Skip to main content



) --

Optimer Pharmaceuticals


will launch its newly approved antibiotic Dificid later this summer, pricing the drug at twice the cost of its main competitor, company executives announced Monday.

U.S. regulators approved Dificid late Friday as the first new treatment in 25 years for Clostridium difficile, or C. diff, a bacterial infection often contracted by patients while they're in the hospital that attacks the lining of the intestines and can cause severe, sometimes fatal, diarrhea.

Shares of Optimer were up 6% to $13.73 in Monday trading.

Optimer will price a 10-day course of Dificid at $2,800, or about twice the price tag of



Vancocin, a competing antibiotic also used to treat the intestinal bug.

On a conference call Monday, Optimer CEO Pedro Lichtinger said premium pricing is justified because Dificid is better at preventing the recurrence of C. diff infection than Vancocin. C. diff re-infection is dangerous for patients and costly to hospitals, which are forced to prolong patient stays.

Even though Dificid costs more, hospitals will save money because of lower re-infection rates compared to treating patients with Vancocin, which often has to be used more often and at higher doses, Lichtinger said.

Approximately 450,000 cases of C. diff are reported every year in the U.S., with about 70% of the infections in "high risk" patients such as the elderly or those with impaired kidney function, according to Optimer.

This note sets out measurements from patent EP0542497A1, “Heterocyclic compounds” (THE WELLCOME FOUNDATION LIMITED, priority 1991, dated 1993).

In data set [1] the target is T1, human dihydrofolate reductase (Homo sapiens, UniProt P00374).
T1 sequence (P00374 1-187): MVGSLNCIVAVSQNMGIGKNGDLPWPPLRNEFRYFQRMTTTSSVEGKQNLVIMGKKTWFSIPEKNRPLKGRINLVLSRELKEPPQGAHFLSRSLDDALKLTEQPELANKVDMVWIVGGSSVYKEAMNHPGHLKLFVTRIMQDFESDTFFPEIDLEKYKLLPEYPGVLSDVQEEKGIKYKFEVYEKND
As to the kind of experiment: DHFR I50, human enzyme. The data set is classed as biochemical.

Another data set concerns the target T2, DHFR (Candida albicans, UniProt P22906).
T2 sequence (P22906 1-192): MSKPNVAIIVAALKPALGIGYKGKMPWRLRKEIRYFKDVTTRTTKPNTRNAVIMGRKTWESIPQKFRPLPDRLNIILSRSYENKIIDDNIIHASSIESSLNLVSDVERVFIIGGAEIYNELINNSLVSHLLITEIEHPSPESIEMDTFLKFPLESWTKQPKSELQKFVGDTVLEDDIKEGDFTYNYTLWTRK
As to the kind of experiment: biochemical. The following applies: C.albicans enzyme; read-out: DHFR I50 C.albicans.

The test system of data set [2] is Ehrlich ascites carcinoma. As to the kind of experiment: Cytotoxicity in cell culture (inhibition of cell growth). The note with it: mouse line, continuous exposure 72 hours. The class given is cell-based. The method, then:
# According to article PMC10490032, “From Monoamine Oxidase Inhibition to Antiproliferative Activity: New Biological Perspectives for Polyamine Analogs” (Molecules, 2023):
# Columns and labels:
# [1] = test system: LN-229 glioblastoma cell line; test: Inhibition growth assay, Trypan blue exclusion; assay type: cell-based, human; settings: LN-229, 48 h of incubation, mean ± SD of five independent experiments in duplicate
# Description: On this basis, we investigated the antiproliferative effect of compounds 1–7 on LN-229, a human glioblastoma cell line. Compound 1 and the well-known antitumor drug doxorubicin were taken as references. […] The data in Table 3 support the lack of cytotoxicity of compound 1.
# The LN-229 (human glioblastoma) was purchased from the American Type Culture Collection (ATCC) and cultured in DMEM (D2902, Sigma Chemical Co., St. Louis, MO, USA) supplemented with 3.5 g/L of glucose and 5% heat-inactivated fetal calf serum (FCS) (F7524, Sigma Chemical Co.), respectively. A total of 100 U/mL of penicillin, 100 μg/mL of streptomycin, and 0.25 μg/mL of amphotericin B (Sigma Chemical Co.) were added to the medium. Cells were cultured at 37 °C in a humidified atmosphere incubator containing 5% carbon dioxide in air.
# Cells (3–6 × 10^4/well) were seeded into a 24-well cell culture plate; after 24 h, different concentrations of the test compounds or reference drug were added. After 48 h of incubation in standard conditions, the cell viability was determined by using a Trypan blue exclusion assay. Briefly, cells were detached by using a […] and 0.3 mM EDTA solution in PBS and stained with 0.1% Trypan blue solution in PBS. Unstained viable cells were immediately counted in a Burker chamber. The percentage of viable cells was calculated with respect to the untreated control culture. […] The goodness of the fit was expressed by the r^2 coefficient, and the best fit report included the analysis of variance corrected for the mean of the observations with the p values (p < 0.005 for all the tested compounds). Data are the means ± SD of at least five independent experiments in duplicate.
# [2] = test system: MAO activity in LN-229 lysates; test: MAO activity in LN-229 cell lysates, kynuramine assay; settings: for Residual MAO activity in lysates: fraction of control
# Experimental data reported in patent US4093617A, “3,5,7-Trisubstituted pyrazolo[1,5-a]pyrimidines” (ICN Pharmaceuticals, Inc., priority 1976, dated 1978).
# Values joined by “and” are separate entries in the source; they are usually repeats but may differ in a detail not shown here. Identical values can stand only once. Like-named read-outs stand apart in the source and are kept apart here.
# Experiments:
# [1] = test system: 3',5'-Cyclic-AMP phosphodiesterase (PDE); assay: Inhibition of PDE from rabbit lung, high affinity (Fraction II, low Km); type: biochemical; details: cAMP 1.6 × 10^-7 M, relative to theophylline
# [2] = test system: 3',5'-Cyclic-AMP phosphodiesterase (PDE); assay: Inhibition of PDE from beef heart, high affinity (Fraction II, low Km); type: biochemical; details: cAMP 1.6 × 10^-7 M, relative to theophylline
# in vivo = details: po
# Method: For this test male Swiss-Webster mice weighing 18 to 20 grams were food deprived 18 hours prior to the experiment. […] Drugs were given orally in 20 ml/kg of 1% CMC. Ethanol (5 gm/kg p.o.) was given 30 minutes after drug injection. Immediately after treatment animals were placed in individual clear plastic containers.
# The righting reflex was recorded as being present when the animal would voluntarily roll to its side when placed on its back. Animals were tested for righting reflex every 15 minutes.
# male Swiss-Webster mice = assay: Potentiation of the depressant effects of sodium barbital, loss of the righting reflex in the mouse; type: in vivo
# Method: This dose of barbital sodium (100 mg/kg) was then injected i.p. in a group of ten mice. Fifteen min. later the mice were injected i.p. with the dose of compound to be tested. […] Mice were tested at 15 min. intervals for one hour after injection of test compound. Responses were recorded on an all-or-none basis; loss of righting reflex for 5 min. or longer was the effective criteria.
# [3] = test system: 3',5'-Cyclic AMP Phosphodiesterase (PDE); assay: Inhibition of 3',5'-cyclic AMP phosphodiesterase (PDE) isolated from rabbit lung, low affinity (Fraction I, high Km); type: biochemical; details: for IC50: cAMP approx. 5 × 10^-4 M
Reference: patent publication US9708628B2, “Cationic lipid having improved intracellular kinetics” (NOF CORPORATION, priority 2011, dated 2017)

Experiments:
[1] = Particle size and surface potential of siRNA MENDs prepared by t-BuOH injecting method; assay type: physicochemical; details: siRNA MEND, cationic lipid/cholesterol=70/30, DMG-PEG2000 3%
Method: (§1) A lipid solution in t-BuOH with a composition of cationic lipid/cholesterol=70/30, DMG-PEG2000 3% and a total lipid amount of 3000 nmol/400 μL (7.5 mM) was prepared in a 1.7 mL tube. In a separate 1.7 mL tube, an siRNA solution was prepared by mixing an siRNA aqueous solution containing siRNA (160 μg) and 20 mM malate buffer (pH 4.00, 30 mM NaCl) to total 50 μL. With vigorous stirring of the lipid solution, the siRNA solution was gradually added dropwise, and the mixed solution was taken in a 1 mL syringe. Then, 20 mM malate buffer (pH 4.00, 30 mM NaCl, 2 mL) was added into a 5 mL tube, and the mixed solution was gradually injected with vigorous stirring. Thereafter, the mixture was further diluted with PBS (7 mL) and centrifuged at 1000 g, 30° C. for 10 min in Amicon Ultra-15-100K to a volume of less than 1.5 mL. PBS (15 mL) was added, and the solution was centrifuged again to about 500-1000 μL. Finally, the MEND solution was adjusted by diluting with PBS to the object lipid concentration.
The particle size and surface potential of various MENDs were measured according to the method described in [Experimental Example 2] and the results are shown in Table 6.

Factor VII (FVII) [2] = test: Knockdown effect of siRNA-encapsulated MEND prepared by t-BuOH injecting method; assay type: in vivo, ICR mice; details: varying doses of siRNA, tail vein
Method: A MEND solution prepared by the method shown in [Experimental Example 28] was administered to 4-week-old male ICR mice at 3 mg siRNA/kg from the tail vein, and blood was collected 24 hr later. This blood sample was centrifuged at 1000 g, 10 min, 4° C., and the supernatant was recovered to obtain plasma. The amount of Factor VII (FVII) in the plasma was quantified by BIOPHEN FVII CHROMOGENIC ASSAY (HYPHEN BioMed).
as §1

Optimer has partnered with

Cubist Pharmaceuticals


to sell Dificid in the U.S., while


will help sell the drug in Europe, where it is still not approved. Analysts, on average, have forecasted U.S. sales of Dificid could reach $217 million, according to Bloomberg. European and international sales could double that peak revenue total.

One question mark left unanswered as Dificid nears launch is how quickly doctors will turn to Dificid. Optimer argues that a majority of patients should be treated with Dificid first, even though the drug costs more. However, some doctors may choose to treat patients with less expensive Vancocin first and then re-treat with Dificid if patients suffer a relapse.

Further complicating the treatment dynamic is the looming threat of generic vancomycin, the active ingredient in Vancocin. A generic version of Vancocin could give hospitals and doctors even more incentive to push back use of the higher priced Dificid.

Optimer, on its call Monday, said it fully anticipated the entry of generic vancomycin when it decided on pricing for Dificid. Based on contacts with insurers and hospitals, Optimer doesn't believe a cheaper, generic competitor will impact Dificid's use.

Optimer executives, however, declined to offer sales guidance for Dificid, choosing to wait to see how the drug lauches before offering investors a specific forecast.

--Written by Adam Feuerstein in Boston.

>To contact the writer of this article, click here:

Adam Feuerstein


>To follow the writer on Twitter, go to


>To submit a news tip, send an email to:


Adam Feuerstein writes regularly for TheStreet. In keeping with company editorial policy, he doesn't own or short individual stocks, although he owns stock in TheStreet. He also doesn't invest in hedge funds or other private investment partnerships. Feuerstein appreciates your feedback;

click here

to send him an email.